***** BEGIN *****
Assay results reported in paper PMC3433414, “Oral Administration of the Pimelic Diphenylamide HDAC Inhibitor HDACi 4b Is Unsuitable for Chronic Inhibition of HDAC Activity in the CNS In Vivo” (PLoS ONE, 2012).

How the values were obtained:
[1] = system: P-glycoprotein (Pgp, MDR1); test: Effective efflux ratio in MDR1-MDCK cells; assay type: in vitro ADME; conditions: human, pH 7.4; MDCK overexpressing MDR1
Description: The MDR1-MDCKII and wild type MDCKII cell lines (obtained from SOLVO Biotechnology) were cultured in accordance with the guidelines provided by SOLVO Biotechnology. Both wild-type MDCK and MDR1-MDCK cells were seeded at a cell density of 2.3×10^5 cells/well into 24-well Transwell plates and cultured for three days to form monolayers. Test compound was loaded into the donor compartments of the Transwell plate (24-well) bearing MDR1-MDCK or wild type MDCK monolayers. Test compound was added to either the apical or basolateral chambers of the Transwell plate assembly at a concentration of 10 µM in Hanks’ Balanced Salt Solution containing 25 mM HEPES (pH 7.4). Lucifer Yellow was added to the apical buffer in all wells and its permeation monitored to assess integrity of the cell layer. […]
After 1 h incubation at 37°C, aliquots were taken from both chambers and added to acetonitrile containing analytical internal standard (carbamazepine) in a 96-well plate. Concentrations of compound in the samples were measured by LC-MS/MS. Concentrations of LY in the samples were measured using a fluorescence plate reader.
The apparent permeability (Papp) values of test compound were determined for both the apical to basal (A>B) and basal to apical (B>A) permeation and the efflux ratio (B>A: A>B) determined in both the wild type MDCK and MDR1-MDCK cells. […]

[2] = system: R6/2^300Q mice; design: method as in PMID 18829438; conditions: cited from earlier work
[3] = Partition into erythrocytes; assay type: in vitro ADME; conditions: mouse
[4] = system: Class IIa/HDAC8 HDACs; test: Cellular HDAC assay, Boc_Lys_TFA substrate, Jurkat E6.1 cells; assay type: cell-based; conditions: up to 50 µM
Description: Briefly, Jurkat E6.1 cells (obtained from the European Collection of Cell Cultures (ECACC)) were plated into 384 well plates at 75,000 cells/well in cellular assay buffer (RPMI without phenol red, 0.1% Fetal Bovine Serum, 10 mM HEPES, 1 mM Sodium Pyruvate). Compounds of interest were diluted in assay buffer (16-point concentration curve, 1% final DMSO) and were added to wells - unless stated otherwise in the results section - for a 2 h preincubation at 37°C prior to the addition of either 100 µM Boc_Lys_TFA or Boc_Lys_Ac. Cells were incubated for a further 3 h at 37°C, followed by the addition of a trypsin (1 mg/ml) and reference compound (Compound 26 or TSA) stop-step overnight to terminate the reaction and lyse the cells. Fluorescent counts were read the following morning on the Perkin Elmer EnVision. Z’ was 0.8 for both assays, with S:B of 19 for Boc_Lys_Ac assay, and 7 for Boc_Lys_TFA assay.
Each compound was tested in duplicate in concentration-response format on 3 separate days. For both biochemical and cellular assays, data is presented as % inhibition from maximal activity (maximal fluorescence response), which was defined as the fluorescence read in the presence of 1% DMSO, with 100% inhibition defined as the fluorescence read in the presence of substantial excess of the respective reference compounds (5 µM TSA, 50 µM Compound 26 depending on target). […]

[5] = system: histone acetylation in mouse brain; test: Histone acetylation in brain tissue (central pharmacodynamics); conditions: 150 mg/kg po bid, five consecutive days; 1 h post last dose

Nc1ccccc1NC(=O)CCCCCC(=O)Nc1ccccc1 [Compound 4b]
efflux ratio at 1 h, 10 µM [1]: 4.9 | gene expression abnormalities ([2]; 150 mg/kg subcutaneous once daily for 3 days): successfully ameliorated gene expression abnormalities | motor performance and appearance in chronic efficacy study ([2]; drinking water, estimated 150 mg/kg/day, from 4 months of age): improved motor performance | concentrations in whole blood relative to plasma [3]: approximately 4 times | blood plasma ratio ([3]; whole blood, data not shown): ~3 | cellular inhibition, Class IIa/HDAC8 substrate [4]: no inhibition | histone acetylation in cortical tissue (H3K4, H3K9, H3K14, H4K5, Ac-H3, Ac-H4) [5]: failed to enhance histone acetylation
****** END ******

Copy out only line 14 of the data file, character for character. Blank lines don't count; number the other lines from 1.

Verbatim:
efflux ratio at 1 h, 10 µM [1]: 4.9 | gene expression abnormalities ([2]; 150 mg/kg subcutaneous once daily for 3 days): successfully ameliorated gene expression abnormalities | motor performance and appearance in chronic efficacy study ([2]; drinking water, estimated 150 mg/kg/day, from 4 months of age): improved motor performance | concentrations in whole blood relative to plasma [3]: approximately 4 times | blood plasma ratio ([3]; whole blood, data not shown): ~3 | cellular inhibition, Class IIa/HDAC8 substrate [4]: no inhibition | histone acetylation in cortical tissue (H3K4, H3K9, H3K14, H4K5, Ac-H3, Ac-H4) [5]: failed to enhance histone acetylation